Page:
In between my excursions to Lithuania and the Netherlands which have been occupying this blog of late (and the one to Belgium on the way) the Irish beer scene has been chugging along as usual. I've long since given up trying to get hold of every new Irish beer, but I have managed to get my hands on...
Rascal's Rugby World Cup special was a pale ale called Holy Schmidt. At 4.5% ABV it's clearly designed to accompany big-screen sports though it's not lacking in substance: the inclusion of oatmeal in the grist lends it a nice weight and a certain pleasant stickiness. Pleasant because of the lovely fresh candied orange imparted by the El Dorado hops, alongside the earthy bitterness of Cascade. Classic flavours and a very enjoyable, sessionable pint.
In other pale ale news, the second beer in Carlow Brewing's single hop IPA series, O'Hara's Hop Adventure Galaxy, arrived last month and a couple of samples were kindly sent over by the PR squad. They've stuck to the 5% ABV spec, brewed pale to get the maximum impact from the hop. It bears a striking resemblance to the Irish Pale Ale from the core range: a similar lemon biscuit aroma and a crisp dry flavour, with maybe a little juicier passionfruit where the other has grapefruit but this is still plenty bitter, a refreshing acidic bite that lingers long. I can't help feeling that a bit more balancing malt would have enhanced the juice-giving properties of Galaxy, and this certainly isn't the hop showcase that the Sorachi Ace one was, but then Sorachi Ace is a very showcaseable hop. Still, a decent beer but if you can't find it, an O'Hara's Pale Ale will do just as nicely.
Galway Bay's sour beer project produced two new ones in recent months. The first is Godspeed, 5% ABV and with added peach and mango. Like its predecessor Maybe Next Monday, there's an unsettling fruit yoghurt aroma but the fruit almost disappears in the flavour. Instead, the foretaste is all about the funk: a gritty spiciness that almost resembles the saltpetre effect found in proper geueze, with a pinch of added pepper. The tropical fruit floods in after this but doesn't really add anything useful to the overall flavour and then it finishes on a really quite nasty oxidised cardboard twang. It's a cut above Maybe Next Monday in terms of complexity, but it's not a beer I'd choose to drink again. I think I'm pretty much done with these sorts of fruited sour beers.
Then with much fanfare the next Galway Bay sour beer arrived in bottles. The Eternalist was created under the direction of Enda Cleary who was a home brewer when the beer was brewed but has since gone on to found Wild Bat Brewery. 24 months in Cabernet Sauvignon barrels, brettanomyces, lactobacillus, pediococcus and raspberries are all part of the vital statistics here and the end result is 5.5% ABV. While I was expecting something pink it's more of a murky orange-brown. The aroma is the first indication that this supergroup is being fronted by the fruit and the brett: tart and funky. The body is thin and fizzy and the raspberries jump in first but there's not a whole lot behind them. There's a kind of savoury rye bread flavour which I think is masking the sourness, a dirty yeast effect which I'm used to interfering with hoppy beer but it's the first time I've met a sour beer that could do with cleaning up. It has a lot going for it, but like the other sour Galway Bay beers it's merely a point in the journey towards making these styles as good as the Belgians do. I'm not at all convinced that the complicated biochemistry involved here, with its attendant price tag, was worth the effort. If you have an unopened one, I suggest leaving it to settle for a winter or two.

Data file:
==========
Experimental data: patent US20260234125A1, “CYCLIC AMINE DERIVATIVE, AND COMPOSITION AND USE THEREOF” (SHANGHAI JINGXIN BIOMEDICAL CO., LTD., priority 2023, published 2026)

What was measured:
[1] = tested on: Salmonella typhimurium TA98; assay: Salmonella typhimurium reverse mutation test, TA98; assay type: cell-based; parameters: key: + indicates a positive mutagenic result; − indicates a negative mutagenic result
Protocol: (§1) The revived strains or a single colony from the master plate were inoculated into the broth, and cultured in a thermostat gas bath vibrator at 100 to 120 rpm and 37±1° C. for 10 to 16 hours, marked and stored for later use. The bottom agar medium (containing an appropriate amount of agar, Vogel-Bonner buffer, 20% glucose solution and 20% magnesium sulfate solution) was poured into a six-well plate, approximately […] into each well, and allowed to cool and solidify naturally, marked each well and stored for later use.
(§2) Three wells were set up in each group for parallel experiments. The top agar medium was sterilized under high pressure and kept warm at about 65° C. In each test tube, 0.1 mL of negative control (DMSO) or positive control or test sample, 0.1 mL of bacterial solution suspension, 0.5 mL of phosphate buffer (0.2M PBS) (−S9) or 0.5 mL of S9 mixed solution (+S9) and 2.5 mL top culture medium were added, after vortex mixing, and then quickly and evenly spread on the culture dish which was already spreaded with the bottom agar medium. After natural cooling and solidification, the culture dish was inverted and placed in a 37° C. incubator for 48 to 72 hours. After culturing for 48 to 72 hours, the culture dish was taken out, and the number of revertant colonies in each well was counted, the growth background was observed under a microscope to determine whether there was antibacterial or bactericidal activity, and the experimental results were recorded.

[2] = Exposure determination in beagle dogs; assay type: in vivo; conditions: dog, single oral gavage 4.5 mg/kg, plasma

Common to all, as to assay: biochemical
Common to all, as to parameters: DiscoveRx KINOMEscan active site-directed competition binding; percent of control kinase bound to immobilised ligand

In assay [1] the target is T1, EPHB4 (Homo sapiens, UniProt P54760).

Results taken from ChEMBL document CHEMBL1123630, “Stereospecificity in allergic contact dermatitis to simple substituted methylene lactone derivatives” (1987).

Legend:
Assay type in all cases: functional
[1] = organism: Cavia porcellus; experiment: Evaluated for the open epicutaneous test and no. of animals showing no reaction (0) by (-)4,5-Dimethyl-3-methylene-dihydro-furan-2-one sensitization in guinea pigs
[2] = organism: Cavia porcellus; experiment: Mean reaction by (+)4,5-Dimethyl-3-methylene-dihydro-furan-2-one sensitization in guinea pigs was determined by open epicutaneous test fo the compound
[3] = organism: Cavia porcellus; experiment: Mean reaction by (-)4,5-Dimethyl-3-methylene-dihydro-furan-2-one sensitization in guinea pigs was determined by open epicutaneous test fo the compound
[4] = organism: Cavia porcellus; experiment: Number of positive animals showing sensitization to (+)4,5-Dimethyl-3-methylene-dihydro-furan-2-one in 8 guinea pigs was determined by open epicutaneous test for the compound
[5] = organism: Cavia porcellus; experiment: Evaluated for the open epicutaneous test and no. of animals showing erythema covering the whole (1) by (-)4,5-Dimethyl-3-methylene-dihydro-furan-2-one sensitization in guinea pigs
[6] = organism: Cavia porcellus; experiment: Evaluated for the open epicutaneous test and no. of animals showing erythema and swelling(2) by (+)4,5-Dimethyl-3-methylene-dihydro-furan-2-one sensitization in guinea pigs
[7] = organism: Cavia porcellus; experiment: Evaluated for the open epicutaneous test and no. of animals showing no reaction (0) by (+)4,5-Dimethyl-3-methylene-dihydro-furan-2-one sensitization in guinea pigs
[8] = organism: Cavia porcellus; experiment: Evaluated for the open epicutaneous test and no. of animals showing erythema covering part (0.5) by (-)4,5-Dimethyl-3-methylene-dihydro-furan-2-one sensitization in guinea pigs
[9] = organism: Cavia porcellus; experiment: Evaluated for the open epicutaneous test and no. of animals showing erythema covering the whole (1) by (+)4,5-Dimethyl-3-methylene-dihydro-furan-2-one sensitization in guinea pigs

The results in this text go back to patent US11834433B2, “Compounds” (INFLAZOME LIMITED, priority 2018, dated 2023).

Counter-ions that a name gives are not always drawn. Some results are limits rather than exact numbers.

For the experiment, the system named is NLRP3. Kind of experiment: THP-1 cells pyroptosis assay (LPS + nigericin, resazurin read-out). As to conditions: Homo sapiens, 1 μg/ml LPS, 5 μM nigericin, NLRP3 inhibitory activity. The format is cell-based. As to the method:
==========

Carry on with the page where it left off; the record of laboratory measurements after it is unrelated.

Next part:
Last but by no means least, the second release from young James Brown, a follow-up to his award-winning Chocolate Orange Stout, and brewed once again at Brú. This time it's American-style IPA that gets the fruit treatment and, by his account, Rhubarb Tart IPA has a lot of fresh rhubarb added to it. By way of beery balance it's a big 7% ABV and hopped with Cascade and Chinook. It's a dark orange colour with maybe a slight pinkish cast and the aroma is all about the hops: classic American grapefruit. The texture is very light for such a strong beer and there's a lot of fizz to begin, though it actually becomes quite smooth when that fades. The hops dominate the flavour too, at least when the beer is cold. As it warms, however, the rhubarb acidity builds, adding a gentle refreshing green sharpness to the finish as well as a slight metallic aspirin tang. The fruit and hops work surprisingly well together with neither dominating the other. At its heart it remains a US-style IPA, but with just that slight twist making it more interesting than most. I've certainly never encountered anything like it before.
That's all for the moment, but I can already feel the next backlog starting to build.
Bourbon County - *Origin: USA | Date: 2009 | ABV: 13% | On The Beer Nut: April 2010* There was much fuss in the beer blogoshire, and further abroad, about the arrival of th...
5 days ago